You’ve used the Sony, and that’s a plus. But i still remember Sony’s “DRM CDs” – you know, the one with the Windows root kit. If Sony is capable of that kind of big brother BS on music CDs(static content), i’m reluctant to buy a toaster from them. I’m certainly not going to buy active electronics from them. For me, it’s not going to go away soon. Sony needs to incorporate “we’re not evil” into their operating policies. We as consumers need to act like it matters, else will continue to get more of the same, and worse. I’ll be replacing my 11 year old camcorder soon. It won’t be Sony.

    What i really would like is a shirt pocket device with a low power LCD screen – slightly higher resolution, that spans the device edge to edge, maybe 4 AAA batteries for that much longer endurance, and some sort of built in protection so that it can fall out of my shirt pocket repeatedly without serious injury. It should last longer than 3 or 4 years of abuse. And when it does die, it should still be available. It shouldn’t matter in the slightest that next year a new one could be twice as fast. Oh, and it should be cheap.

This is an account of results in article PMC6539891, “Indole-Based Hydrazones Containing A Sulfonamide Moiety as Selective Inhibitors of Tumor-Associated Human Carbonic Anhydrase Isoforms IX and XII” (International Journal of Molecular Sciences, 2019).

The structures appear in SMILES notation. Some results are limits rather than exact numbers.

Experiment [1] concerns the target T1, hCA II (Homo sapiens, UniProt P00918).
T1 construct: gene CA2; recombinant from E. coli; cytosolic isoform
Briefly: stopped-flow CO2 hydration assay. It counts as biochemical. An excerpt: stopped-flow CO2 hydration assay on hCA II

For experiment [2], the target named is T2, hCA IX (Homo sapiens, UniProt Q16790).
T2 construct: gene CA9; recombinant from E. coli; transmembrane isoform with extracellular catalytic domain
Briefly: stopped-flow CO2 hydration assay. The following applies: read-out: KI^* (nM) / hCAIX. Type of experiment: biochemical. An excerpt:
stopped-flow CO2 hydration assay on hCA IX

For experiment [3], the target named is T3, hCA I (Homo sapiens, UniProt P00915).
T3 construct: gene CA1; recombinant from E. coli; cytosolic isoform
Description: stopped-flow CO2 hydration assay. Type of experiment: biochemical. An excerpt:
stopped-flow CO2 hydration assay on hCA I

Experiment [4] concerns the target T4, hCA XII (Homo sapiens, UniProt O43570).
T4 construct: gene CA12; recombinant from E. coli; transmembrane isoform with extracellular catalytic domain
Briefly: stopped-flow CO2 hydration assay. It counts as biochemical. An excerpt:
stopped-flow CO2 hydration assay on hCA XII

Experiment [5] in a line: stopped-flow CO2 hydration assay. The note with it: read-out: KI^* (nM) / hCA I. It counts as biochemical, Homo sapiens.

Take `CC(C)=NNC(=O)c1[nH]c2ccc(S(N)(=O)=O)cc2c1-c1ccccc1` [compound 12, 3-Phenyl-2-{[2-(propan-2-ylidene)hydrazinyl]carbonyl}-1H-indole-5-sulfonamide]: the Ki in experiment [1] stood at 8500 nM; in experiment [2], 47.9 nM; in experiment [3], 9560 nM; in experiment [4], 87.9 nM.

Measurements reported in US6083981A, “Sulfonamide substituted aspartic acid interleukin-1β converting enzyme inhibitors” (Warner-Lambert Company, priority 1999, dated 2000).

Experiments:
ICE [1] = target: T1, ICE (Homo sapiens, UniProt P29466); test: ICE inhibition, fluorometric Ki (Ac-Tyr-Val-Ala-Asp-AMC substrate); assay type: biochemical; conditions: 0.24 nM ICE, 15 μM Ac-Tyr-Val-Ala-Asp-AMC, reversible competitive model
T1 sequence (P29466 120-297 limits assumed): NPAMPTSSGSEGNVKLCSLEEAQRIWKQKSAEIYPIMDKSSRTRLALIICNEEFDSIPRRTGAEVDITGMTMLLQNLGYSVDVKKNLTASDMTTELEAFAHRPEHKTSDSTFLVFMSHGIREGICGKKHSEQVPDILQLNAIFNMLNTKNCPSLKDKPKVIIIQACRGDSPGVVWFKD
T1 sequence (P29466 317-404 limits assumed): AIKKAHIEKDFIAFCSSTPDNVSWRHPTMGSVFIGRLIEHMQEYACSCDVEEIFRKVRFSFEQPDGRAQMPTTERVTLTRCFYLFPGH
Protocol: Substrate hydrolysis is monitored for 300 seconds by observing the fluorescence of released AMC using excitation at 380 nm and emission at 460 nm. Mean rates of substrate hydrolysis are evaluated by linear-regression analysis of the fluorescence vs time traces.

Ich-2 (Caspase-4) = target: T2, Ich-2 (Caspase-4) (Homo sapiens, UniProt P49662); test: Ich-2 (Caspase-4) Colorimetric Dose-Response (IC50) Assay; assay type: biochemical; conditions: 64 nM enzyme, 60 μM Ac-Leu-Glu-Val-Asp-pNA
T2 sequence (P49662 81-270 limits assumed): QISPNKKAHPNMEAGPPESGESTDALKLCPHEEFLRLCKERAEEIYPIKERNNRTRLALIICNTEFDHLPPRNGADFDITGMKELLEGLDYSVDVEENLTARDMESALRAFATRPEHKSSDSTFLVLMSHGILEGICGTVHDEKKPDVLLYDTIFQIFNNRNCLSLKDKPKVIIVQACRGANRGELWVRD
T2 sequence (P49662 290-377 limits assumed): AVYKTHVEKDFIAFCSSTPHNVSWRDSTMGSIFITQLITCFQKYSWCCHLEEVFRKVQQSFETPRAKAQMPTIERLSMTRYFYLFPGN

My current portable book reader is not ideal. It’s a Nokia n800. The screen is color, 800×480 – 200 dpi. It reads PDF, HTML, palm docs, plain text, and so on. There is a VERY good book reader for it. However, the battery lasts about 5 hours on a charge. I have two, but one must do a full shutdown to replace the battery. It’s shirt pocket sized. I put most of my content on it over WiFi, but one can also use USB. I consider it fragile, and have put together a padded metal case for it. But i really bought it as a shirt pocket multi-user Linux box. I’ve got a blue tooth folding keyboard that lets me write stuff like this in a more portable way than a laptop, if i want. Very powerful, but still a bit rough around the edges. For example, it can play movies, but i don’t use it for that.n